Santam adamant lockdown root of losses
Santam said in its answering affidavit filed this week on a challenge brought by Ma-Afrika Hotels and Stellenbosch Kitchen that business interruption policies covered localised events and were never intended for outbreaks of this magnitude. The case is to be heard in September.
Santam said assertions that Covid-19 was a notifiable disease were misguided.
The insurer's head of the hospitality and leisure division, Juan Owen Coetzee, argued that only the local authority and not national governments or international agencies could declare the pandemic a notifiable disease.
“The applicants have failed to establish that the insured events that they rely on were the proximate cause (or dominant or effective cause) of the interruption to their business and loss of revenue,” Coetzee argued.
Santam said even if the two cases within the two establishments’ 40km radius had not occurred, a state of disaster would still have been declared in the country and a lockdown would have occurred anyway.
Santam’s insistence comes in the wake of a ruling in the Western Cape High Court, in which another insurer, Guardrisk, suffered a bruising loss over its refusal to pay a business interruption claim.
On Monday, the ruling, delivered by Judge André le Grange last month, was circulated on a private Facebook group of aggrieved insurance clients.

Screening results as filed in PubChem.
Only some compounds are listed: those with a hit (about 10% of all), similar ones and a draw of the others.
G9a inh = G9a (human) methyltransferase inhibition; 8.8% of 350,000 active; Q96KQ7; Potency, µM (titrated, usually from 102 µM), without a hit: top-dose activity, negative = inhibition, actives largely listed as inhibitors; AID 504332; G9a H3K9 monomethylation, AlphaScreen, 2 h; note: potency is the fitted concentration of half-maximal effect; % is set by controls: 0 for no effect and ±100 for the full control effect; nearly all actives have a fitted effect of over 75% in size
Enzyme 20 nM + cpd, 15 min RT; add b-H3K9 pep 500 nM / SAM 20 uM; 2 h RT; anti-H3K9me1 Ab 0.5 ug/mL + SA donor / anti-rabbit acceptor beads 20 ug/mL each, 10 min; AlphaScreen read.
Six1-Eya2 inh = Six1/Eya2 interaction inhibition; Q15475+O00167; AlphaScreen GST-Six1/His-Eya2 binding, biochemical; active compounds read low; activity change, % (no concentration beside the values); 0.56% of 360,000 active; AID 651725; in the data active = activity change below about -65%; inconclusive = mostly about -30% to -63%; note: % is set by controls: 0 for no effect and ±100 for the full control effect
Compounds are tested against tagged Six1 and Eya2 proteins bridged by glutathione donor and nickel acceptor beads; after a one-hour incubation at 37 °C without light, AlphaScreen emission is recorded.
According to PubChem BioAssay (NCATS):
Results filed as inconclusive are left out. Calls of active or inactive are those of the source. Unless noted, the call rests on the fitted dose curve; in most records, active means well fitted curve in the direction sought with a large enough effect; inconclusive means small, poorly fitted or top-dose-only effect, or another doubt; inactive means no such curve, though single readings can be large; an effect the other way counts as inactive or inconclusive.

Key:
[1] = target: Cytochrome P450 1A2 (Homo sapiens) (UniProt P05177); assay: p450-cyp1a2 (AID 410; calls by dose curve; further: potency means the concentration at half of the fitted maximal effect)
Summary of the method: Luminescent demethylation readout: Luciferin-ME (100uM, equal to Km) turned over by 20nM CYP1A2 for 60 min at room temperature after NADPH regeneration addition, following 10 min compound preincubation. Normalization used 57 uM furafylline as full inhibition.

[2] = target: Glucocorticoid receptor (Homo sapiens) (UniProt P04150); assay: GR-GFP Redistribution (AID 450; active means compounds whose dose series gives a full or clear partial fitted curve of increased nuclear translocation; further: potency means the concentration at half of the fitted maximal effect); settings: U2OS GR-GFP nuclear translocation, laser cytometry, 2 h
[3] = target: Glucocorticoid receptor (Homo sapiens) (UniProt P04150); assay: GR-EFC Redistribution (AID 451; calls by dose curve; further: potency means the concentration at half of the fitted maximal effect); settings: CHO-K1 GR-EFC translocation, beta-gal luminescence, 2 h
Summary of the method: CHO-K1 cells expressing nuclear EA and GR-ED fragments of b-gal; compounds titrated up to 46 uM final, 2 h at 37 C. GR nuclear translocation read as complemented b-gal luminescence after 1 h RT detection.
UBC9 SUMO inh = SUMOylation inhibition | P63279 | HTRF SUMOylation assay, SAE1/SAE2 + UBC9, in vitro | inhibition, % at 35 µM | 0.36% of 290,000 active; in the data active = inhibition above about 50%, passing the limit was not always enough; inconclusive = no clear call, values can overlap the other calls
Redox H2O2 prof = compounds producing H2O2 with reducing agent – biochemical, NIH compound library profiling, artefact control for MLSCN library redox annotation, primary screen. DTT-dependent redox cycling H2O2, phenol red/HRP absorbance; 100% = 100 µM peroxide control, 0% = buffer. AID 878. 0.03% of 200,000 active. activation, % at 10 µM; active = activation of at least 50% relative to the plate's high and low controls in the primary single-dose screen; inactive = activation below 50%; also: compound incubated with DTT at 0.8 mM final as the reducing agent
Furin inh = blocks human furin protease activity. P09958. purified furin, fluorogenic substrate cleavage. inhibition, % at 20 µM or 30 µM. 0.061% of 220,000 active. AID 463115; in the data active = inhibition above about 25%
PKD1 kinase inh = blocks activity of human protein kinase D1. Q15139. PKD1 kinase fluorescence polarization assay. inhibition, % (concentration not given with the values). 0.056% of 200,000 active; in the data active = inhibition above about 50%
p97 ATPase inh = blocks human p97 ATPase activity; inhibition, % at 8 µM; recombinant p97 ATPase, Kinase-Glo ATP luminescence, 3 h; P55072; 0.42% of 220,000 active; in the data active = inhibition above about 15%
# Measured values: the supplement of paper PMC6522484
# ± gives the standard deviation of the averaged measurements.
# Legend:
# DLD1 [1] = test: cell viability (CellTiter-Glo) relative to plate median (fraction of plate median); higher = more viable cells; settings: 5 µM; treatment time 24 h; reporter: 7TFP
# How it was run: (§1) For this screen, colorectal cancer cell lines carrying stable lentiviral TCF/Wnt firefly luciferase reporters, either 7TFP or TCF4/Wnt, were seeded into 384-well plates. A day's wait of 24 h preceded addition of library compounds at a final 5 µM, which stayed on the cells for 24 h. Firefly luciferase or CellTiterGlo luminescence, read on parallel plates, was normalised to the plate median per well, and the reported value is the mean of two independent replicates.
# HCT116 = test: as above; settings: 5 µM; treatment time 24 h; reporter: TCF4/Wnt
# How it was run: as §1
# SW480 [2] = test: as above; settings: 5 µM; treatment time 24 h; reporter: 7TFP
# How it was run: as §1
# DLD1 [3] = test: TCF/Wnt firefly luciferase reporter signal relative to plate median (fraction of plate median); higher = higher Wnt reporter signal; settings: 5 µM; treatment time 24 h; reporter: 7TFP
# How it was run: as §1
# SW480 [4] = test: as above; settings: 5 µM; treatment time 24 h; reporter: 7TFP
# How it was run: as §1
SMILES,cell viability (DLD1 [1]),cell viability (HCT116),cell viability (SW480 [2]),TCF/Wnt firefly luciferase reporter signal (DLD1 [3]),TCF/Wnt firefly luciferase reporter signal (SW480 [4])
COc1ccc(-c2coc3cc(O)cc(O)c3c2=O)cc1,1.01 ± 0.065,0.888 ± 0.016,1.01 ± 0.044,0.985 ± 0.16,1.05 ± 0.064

Le Grange found Guardrisk liable for Plattekloof-based Café Chameleon’s losses due to Covid-19. He also made a cost order against the insurer.
The ruling, which was hailed as precedent-setting, is not binding in other jurisdictions until the Supreme Court confirms it.
Thomson Wilks director Anel Bestbier said her clients’ policies were clear, offering notifiable disease cover within a radius of 40km of their premises.
In law, proximate cause is the primary cause of the injury or loss.
Bestbier said Santam’s affidavit contained nothing new. “Santam has spent quite a bit of time focusing on the global nature of the pandemic and making reference to what happened in other countries,” Bestbier said.
“Time is of the essence. We would try to expedite any appeal process, should that happen. I’m concerned about bankruptcies and prescription: the policy wording is clear about the time periods to institute litigation and we need to watch the prescription issue very carefully.”
On Tuesday, shareholder activist group Just Share attended Santam’s annual general meeting, where it asked the insurer’s board about its refusal to pay out policyholders from the tourism and hospitality industry for Covid-related losses.
Just Share said Santam’s board reassured shareholders that, if required to pay out on Covid-related claims, its balance sheet would be fine.
Emma Schuster of Just Share said if there was legal ambiguity in the clauses of the policies held by these small businesses, Santam should take an approach that was in line with its public claims to care about the impact of Covid-19 on the economy and on its clients’ businesses.
“Instead, the company seems determined to take a short-sighted approach which is eroding its reputation,” Schuster said, “and which will contribute to the devastation of a swathe of the small tourism and hospitality businesses which are so essential to the South African economy.”
In a Stock Exchange News Service announcement on Tuesday, Santam said it “understands the financial distress on the businesses and individuals impacted by the national lockdown to combat Covid-19”, and that it also recognises “the public interest in this matter and (is) therefore seeking legal certainty by having this matter speedily determined by the courts of South Africa”.
Santam yesterday declined to comment further on the matter.